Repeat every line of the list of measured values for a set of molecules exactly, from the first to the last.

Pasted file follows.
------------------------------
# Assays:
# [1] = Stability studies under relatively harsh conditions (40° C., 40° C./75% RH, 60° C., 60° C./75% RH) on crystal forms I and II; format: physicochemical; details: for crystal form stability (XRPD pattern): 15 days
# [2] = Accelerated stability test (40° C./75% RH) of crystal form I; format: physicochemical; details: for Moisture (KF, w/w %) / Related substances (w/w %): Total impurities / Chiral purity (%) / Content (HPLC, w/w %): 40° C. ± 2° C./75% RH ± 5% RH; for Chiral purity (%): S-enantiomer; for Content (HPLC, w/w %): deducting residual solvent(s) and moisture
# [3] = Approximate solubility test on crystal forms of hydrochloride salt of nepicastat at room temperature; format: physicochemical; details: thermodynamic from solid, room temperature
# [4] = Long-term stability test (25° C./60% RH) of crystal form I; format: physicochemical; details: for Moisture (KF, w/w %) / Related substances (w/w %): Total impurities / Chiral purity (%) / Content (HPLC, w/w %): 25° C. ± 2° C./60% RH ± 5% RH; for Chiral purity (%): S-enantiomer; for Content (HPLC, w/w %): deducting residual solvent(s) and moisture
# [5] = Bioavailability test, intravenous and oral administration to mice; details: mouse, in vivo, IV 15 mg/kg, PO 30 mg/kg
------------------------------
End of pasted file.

# Assays:
# [1] = Stability studies under relatively harsh conditions (40° C., 40° C./75% RH, 60° C., 60° C./75% RH) on crystal forms I and II; format: physicochemical; details: for crystal form stability (XRPD pattern): 15 days
# [2] = Accelerated stability test (40° C./75% RH) of crystal form I; format: physicochemical; details: for Moisture (KF, w/w %) / Related substances (w/w %): Total impurities / Chiral purity (%) / Content (HPLC, w/w %): 40° C. ± 2° C./75% RH ± 5% RH; for Chiral purity (%): S-enantiomer; for Content (HPLC, w/w %): deducting residual solvent(s) and moisture
# [3] = Approximate solubility test on crystal forms of hydrochloride salt of nepicastat at room temperature; format: physicochemical; details: thermodynamic from solid, room temperature
# [4] = Long-term stability test (25° C./60% RH) of crystal form I; format: physicochemical; details: for Moisture (KF, w/w %) / Related substances (w/w %): Total impurities / Chiral purity (%) / Content (HPLC, w/w %): 25° C. ± 2° C./60% RH ± 5% RH; for Chiral purity (%): S-enantiomer; for Content (HPLC, w/w %): deducting residual solvent(s) and moisture
# [5] = Bioavailability test, intravenous and oral administration to mice; details: mouse, in vivo, IV 15 mg/kg, PO 30 mg/kg